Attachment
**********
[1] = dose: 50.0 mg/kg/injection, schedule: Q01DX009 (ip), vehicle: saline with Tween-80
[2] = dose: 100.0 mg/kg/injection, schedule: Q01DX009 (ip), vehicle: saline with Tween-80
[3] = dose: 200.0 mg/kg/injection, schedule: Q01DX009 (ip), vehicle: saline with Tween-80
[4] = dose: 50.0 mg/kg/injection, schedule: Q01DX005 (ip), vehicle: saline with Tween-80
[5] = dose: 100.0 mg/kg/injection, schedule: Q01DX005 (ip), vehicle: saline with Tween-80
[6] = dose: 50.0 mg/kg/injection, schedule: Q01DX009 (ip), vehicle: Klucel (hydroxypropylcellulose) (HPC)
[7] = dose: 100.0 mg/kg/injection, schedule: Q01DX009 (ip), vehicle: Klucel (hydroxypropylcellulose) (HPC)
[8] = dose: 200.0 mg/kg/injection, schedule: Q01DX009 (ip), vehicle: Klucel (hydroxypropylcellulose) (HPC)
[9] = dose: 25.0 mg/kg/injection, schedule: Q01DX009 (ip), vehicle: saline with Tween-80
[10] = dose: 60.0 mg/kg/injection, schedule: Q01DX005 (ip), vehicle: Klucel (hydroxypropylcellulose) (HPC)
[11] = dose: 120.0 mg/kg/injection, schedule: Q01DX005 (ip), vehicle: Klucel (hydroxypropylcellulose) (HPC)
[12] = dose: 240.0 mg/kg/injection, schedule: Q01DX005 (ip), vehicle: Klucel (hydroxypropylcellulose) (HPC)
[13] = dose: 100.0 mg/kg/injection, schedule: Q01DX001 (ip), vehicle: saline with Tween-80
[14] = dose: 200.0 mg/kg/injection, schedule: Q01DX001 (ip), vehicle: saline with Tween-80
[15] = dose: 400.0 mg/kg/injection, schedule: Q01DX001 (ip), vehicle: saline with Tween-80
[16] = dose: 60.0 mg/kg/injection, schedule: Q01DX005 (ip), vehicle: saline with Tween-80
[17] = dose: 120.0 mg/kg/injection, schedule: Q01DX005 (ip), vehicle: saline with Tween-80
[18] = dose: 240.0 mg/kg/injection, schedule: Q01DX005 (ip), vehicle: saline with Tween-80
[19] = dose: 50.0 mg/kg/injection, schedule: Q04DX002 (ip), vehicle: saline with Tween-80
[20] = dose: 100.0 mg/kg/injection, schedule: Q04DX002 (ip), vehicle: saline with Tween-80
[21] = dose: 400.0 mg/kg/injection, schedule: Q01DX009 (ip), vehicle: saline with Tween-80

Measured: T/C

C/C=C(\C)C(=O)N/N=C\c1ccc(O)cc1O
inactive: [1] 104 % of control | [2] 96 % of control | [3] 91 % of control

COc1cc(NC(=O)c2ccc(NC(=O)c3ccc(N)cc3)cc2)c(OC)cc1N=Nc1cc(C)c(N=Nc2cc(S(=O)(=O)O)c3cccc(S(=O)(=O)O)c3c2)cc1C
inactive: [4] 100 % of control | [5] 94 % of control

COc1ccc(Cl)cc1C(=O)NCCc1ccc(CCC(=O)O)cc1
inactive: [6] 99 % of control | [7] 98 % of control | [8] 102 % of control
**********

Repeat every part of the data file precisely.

[1] = dose: 50.0 mg/kg/injection, schedule: Q01DX009 (ip), vehicle: saline with Tween-80
[2] = dose: 100.0 mg/kg/injection, schedule: Q01DX009 (ip), vehicle: saline with Tween-80
[3] = dose: 200.0 mg/kg/injection, schedule: Q01DX009 (ip), vehicle: saline with Tween-80
[4] = dose: 50.0 mg/kg/injection, schedule: Q01DX005 (ip), vehicle: saline with Tween-80
[5] = dose: 100.0 mg/kg/injection, schedule: Q01DX005 (ip), vehicle: saline with Tween-80
[6] = dose: 50.0 mg/kg/injection, schedule: Q01DX009 (ip), vehicle: Klucel (hydroxypropylcellulose) (HPC)
[7] = dose: 100.0 mg/kg/injection, schedule: Q01DX009 (ip), vehicle: Klucel (hydroxypropylcellulose) (HPC)
[8] = dose: 200.0 mg/kg/injection, schedule: Q01DX009 (ip), vehicle: Klucel (hydroxypropylcellulose) (HPC)
[9] = dose: 25.0 mg/kg/injection, schedule: Q01DX009 (ip), vehicle: saline with Tween-80
[10] = dose: 60.0 mg/kg/injection, schedule: Q01DX005 (ip), vehicle: Klucel (hydroxypropylcellulose) (HPC)
[11] = dose: 120.0 mg/kg/injection, schedule: Q01DX005 (ip), vehicle: Klucel (hydroxypropylcellulose) (HPC)
[12] = dose: 240.0 mg/kg/injection, schedule: Q01DX005 (ip), vehicle: Klucel (hydroxypropylcellulose) (HPC)
[13] = dose: 100.0 mg/kg/injection, schedule: Q01DX001 (ip), vehicle: saline with Tween-80
[14] = dose: 200.0 mg/kg/injection, schedule: Q01DX001 (ip), vehicle: saline with Tween-80
[15] = dose: 400.0 mg/kg/injection, schedule: Q01DX001 (ip), vehicle: saline with Tween-80
[16] = dose: 60.0 mg/kg/injection, schedule: Q01DX005 (ip), vehicle: saline with Tween-80
[17] = dose: 120.0 mg/kg/injection, schedule: Q01DX005 (ip), vehicle: saline with Tween-80
[18] = dose: 240.0 mg/kg/injection, schedule: Q01DX005 (ip), vehicle: saline with Tween-80
[19] = dose: 50.0 mg/kg/injection, schedule: Q04DX002 (ip), vehicle: saline with Tween-80
[20] = dose: 100.0 mg/kg/injection, schedule: Q04DX002 (ip), vehicle: saline with Tween-80
[21] = dose: 400.0 mg/kg/injection, schedule: Q01DX009 (ip), vehicle: saline with Tween-80

Measured: T/C

C/C=C(\C)C(=O)N/N=C\c1ccc(O)cc1O
inactive: [1] 104 % of control | [2] 96 % of control | [3] 91 % of control

COc1cc(NC(=O)c2ccc(NC(=O)c3ccc(N)cc3)cc2)c(OC)cc1N=Nc1cc(C)c(N=Nc2cc(S(=O)(=O)O)c3cccc(S(=O)(=O)O)c3c2)cc1C
inactive: [4] 100 % of control | [5] 94 % of control

COc1ccc(Cl)cc1C(=O)NCCc1ccc(CCC(=O)O)cc1
inactive: [6] 99 % of control | [7] 98 % of control | [8] 102 % of control